Tag Archives: book review

Blogher Book Club Review: Lunch Wars

Posted by: Maggie

When I heard that Amy Kalafa’s Lunch Wars was next up in the BlogHer Book Club*, I was thrilled.  The food we feed our kids is such a big deal for me. Since Eleanor was born, I’ve read a number of books and watched a bunch of documentaries about health, nutrition and the food industry in this country. But, aside from watching Jamie Oliver’s Food Revolution series on ABC,  I haven’t heard much about the state of food in our schools.

Kalafa explores the state of school lunches today and tells her readers exactly what they can do about it.  Lunch Wars give a brief but compelling overview of the harmfulness of the foods available to our children at school and the very real health consequences associated with that food. Kalafa follows by explaining step-by-step what a passionate parent can do to make a change in their community.

Each chapter ends with a list of action steps you can take to make a difference in your children’s school. The book is filled with stories of parents, chefs, nutritionists, writers, and others who have worked to change the school food in their communities. Many of the stories are disheartening. It’s sad to hear about the challenges these individuals have faced when they try to make food healthier for children. But so many of the stories are incredibly inspiring. It’s amazing to hear some of the success stories, where food has not only become healthy, delicious, and sustainable, but many of the programs have become financially profitable for the schools.

The book made me worried for the day when Eleanor starts school, but also prepared and excited to start my own Lunch War when the time comes.

Head over to the Blogher Book Club to join the discussion and read what other bloggers are saying about Amy Kalafa’s Lunch Wars.

*This was a paid review for BlogHer Book Club but the opinions expressed are my own.

BlogHer Book Club: Faithful Place Review

Posted by: Maggie

I’m excited to join the BlogHer Book Club! For my first book I had the chance to review Faithful Place by Tana French. Although, I’m not usually into mystery novels this seemed like it would be a fun read and it didn’t disappoint!

“From the class conflicts, to sibling rivalry, to first love, and family loyalty, French weaves a complex story of a family and a neighborhood that I found hard not to lose myself in.”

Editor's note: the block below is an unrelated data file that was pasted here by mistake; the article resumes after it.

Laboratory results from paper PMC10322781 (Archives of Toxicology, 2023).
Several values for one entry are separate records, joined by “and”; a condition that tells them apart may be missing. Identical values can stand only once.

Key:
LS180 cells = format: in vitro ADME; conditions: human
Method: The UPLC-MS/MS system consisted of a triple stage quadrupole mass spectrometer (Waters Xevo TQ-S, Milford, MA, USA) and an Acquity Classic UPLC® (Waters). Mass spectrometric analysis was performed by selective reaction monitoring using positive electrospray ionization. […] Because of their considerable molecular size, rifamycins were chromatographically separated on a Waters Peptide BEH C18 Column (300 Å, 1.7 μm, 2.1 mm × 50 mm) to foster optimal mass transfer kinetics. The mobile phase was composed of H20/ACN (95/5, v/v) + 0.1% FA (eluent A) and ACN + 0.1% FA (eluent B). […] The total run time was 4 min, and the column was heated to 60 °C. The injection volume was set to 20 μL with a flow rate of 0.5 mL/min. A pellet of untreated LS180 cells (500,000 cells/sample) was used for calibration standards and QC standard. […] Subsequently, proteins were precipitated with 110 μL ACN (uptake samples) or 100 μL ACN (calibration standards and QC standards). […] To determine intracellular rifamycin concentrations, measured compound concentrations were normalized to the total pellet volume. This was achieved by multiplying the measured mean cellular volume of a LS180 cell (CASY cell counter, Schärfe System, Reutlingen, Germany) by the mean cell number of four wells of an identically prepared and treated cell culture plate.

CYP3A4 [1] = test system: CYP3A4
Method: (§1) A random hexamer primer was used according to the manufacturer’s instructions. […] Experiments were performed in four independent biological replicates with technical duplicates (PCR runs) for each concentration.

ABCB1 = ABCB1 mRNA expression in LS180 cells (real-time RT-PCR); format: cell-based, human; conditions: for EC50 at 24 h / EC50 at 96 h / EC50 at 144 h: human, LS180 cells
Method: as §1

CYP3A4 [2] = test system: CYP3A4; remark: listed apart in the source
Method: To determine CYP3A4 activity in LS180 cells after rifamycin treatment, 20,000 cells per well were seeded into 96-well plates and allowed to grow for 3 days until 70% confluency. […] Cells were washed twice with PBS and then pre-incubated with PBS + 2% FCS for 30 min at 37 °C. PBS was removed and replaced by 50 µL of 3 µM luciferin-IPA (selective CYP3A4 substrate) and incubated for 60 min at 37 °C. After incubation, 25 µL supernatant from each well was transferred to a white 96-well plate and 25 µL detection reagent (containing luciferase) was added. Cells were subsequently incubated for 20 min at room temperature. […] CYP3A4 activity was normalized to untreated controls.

You can read the rest of my review HERE and then wander around BlogHer for other reviews in their Book Club.

A Belated Fabulous Friday:
Delivering Happiness – A Review & A Giveaway

Posted by: Maggie

I’ve blogged before about what a fan of Zappos I am, so when the good folks at Zappos sent me a copy of their CEO Tony Hsieh’s new book to review I was excited. I had already read a number of articles online about their focus on customer service and their unique company culture and I was eager to learn more.

I have to say I thoroughly enjoyed this book. It was a combination memoir and business book. Tony Hsieh leads us from his very first successful business, a mail order button making venture bringing in $200 a month in middle school, to the sale of the company LinkExchange he co-founded just a few years out of college to Microsoft for $265 million, to his current success with Zappos doing $1 billion in sales a year.

It really is an entertaining read. He writes in a casual style. It feels as if you’re just reading a series of personal blog posts about his life.  You really get a sense of his enthusiasm for creating a new business and can understand his boredom and urge to move on when work isn’t fun and challenging anymore. For Hsieh it really seemed to be about truly enjoying his work, or else what is the point?

He makes a point of illustrating how he made each job he had fun, and why each job he had did or did not make him happy. To him it seems to be about building close relationships with the people he worked with and always finding his work challenging. And be brought those values into the business he helped to build to it’s current success. It seems that more on instinct than anything else, although Harvard educated and business-savvy, he strove to create a strong sense of community amongst his employees, a workplace that truly values each employee, allows them to grow and be creative in their jobs. He’s helped to create the kind of workplace he wants for himself.

I love that throughout the book are stories from friends, business partners, employees, and customers. So that we don’t only hear Hsieh’s voice, but the voice of those around him as he helped to build Zappos. In the section where he outlines each of the Zappos 10 Core Values he follows each with a concrete example of how that value shows in Zappos’ work or in the lives of those it touches, with stories from the CFO/COO, customers, and various employees.

My very favorite quote from the book is where he talks about how popular it is for a business to be all about social media and generating buzz. He says, “I can tell you that my mom has zero buzz, but when she says something I listen.”

I could go on and on about all the things I love about this company from the amazing customer service to the cultivation of creativity in it’s employees, to the ultimate goal of it’s CEO to contribute to the growing Happiness Movement and make all companies as great employers as Zappos is, but I really think you should just read about it yourself. So I really recommend you go buy yourself a copy of the book, which I just learned has already made it to #1 on Amazon.com and BarnesAndNoble.com in it’s first week.

Or better yet, win a copy right here! No, not my dog-eared copy! Zappos was kind enough to send an extra copy for me to give away to my lovely readers. So comment here if you’d like to read it and I’ll pick the lucky commenter at random this Friday (the real Friday) June 18!